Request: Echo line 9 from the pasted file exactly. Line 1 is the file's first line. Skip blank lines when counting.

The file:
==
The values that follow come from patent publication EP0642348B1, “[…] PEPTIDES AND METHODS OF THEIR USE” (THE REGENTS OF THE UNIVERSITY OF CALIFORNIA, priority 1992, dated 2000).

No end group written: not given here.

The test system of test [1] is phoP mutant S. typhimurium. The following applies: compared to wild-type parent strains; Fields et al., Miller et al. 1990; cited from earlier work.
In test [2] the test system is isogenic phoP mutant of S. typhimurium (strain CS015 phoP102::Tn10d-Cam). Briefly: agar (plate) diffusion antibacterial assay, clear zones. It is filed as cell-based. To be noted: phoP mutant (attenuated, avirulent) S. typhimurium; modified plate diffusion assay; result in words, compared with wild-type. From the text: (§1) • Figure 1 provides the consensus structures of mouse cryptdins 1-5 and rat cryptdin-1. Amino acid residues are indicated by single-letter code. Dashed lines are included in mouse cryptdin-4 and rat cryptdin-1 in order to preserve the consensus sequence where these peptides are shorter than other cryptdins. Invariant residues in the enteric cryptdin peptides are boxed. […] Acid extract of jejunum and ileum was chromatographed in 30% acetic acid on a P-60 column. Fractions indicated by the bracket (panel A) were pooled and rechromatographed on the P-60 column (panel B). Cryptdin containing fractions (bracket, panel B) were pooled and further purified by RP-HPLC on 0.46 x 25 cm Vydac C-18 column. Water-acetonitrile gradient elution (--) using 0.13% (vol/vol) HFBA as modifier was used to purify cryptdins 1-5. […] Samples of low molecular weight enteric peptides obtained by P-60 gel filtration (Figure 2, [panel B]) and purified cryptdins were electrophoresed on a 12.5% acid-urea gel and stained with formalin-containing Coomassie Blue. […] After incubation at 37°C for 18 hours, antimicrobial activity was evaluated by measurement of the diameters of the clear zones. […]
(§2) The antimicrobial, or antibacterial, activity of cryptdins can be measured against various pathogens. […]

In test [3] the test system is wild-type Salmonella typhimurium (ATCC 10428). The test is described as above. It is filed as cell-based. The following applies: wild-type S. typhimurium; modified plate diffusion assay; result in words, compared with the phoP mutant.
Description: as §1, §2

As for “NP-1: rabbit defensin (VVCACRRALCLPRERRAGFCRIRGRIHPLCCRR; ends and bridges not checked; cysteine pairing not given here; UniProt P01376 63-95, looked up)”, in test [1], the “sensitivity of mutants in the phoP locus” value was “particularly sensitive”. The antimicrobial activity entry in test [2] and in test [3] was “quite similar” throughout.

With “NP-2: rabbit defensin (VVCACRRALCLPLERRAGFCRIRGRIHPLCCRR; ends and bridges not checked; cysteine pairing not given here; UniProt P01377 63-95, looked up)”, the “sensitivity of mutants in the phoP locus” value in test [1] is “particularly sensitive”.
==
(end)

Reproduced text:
With “NP-2: rabbit defensin (VVCACRRALCLPLERRAGFCRIRGRIHPLCCRR; ends and bridges not checked; cysteine pairing not given here; UniProt P01377 63-95, looked up)”, the “sensitivity of mutants in the phoP locus” value in test [1] is “particularly sensitive”.